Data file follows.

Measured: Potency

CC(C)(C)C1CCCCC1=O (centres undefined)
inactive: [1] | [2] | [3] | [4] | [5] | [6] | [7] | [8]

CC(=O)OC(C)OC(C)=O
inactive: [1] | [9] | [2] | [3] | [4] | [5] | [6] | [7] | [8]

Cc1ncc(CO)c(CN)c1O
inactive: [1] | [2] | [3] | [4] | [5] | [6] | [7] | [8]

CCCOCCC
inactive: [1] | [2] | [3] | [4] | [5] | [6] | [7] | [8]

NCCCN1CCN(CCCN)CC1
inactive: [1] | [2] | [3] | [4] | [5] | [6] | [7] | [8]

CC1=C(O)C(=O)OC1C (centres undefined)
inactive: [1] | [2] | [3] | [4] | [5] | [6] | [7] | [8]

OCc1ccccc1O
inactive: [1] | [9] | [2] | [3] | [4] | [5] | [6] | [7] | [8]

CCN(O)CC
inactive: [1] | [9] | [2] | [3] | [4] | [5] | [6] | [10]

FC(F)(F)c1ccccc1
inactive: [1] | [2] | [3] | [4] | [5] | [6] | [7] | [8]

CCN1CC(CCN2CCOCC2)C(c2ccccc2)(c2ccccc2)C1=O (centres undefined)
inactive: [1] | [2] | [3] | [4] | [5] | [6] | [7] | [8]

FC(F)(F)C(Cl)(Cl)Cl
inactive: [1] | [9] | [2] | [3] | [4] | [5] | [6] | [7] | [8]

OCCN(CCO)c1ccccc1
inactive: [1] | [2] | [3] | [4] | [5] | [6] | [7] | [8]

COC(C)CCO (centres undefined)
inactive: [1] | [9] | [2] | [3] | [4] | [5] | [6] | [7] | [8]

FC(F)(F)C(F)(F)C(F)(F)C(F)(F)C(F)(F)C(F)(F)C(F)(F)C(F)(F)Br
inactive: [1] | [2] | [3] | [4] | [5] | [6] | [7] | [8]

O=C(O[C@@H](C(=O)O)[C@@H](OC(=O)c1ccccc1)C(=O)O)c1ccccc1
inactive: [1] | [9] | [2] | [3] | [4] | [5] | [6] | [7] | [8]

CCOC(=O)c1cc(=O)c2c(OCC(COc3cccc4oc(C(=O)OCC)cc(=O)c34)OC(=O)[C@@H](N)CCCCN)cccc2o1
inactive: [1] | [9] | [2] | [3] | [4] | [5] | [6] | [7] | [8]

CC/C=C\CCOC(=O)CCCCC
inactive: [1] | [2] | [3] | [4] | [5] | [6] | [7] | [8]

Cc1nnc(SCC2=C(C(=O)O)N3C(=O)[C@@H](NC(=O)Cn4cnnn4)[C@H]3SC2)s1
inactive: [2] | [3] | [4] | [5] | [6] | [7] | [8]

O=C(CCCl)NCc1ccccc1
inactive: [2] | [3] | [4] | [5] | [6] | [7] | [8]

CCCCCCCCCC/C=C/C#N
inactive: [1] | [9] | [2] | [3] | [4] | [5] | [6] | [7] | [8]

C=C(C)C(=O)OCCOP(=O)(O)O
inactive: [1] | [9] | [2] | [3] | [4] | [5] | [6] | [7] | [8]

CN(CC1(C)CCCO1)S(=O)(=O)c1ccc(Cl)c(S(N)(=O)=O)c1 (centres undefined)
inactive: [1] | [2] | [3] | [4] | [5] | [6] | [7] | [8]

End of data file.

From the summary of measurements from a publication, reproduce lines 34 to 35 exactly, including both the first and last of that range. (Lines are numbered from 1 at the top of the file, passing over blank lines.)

CC/C=C\CCOC(=O)CCCCC
inactive: [1] | [2] | [3] | [4] | [5] | [6] | [7] | [8]